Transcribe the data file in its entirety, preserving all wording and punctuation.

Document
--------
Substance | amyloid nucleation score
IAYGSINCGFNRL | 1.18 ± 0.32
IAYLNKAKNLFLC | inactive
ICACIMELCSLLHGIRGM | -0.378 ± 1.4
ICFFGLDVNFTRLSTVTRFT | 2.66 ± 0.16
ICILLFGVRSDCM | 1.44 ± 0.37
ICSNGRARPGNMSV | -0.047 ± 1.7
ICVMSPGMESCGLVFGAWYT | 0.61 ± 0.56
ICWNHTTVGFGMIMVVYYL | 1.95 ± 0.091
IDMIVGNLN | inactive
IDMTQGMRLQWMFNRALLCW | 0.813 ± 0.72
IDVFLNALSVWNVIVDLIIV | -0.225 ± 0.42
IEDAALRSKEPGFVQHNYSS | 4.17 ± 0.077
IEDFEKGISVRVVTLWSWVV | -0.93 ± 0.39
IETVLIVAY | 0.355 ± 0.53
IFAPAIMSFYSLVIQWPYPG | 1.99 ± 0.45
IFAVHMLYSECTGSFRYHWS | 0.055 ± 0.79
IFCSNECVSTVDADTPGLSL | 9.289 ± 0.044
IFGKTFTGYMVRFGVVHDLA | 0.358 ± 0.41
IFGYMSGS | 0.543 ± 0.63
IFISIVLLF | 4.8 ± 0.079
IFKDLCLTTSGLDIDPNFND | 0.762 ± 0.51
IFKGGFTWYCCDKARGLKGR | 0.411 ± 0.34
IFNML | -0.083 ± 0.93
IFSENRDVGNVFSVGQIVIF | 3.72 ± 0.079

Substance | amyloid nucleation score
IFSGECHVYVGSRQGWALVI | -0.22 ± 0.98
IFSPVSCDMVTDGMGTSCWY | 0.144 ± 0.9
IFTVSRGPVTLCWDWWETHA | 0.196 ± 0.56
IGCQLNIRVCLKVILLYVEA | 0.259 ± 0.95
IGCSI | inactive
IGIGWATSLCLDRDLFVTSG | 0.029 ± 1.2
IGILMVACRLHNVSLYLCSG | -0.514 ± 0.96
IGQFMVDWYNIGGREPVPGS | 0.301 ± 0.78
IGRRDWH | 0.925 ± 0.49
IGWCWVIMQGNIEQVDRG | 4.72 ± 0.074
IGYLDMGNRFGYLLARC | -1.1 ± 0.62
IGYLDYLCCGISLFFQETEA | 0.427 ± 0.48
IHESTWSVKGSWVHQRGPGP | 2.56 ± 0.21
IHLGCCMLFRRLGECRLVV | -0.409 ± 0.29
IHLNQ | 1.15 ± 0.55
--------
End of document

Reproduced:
Substance | amyloid nucleation score
IAYGSINCGFNRL | 1.18 ± 0.32
IAYLNKAKNLFLC | inactive
ICACIMELCSLLHGIRGM | -0.378 ± 1.4
ICFFGLDVNFTRLSTVTRFT | 2.66 ± 0.16
ICILLFGVRSDCM | 1.44 ± 0.37
ICSNGRARPGNMSV | -0.047 ± 1.7
ICVMSPGMESCGLVFGAWYT | 0.61 ± 0.56
ICWNHTTVGFGMIMVVYYL | 1.95 ± 0.091
IDMIVGNLN | inactive
IDMTQGMRLQWMFNRALLCW | 0.813 ± 0.72
IDVFLNALSVWNVIVDLIIV | -0.225 ± 0.42
IEDAALRSKEPGFVQHNYSS | 4.17 ± 0.077
IEDFEKGISVRVVTLWSWVV | -0.93 ± 0.39
IETVLIVAY | 0.355 ± 0.53
IFAPAIMSFYSLVIQWPYPG | 1.99 ± 0.45
IFAVHMLYSECTGSFRYHWS | 0.055 ± 0.79
IFCSNECVSTVDADTPGLSL | 9.289 ± 0.044
IFGKTFTGYMVRFGVVHDLA | 0.358 ± 0.41
IFGYMSGS | 0.543 ± 0.63
IFISIVLLF | 4.8 ± 0.079
IFKDLCLTTSGLDIDPNFND | 0.762 ± 0.51
IFKGGFTWYCCDKARGLKGR | 0.411 ± 0.34
IFNML | -0.083 ± 0.93
IFSENRDVGNVFSVGQIVIF | 3.72 ± 0.079

Substance | amyloid nucleation score
IFSGECHVYVGSRQGWALVI | -0.22 ± 0.98
IFSPVSCDMVTDGMGTSCWY | 0.144 ± 0.9
IFTVSRGPVTLCWDWWETHA | 0.196 ± 0.56
IGCQLNIRVCLKVILLYVEA | 0.259 ± 0.95
IGCSI | inactive
IGIGWATSLCLDRDLFVTSG | 0.029 ± 1.2
IGILMVACRLHNVSLYLCSG | -0.514 ± 0.96
IGQFMVDWYNIGGREPVPGS | 0.301 ± 0.78
IGRRDWH | 0.925 ± 0.49
IGWCWVIMQGNIEQVDRG | 4.72 ± 0.074
IGYLDMGNRFGYLLARC | -1.1 ± 0.62
IGYLDYLCCGISLFFQETEA | 0.427 ± 0.48
IHESTWSVKGSWVHQRGPGP | 2.56 ± 0.21
IHLGCCMLFRRLGECRLVV | -0.409 ± 0.29
IHLNQ | 1.15 ± 0.55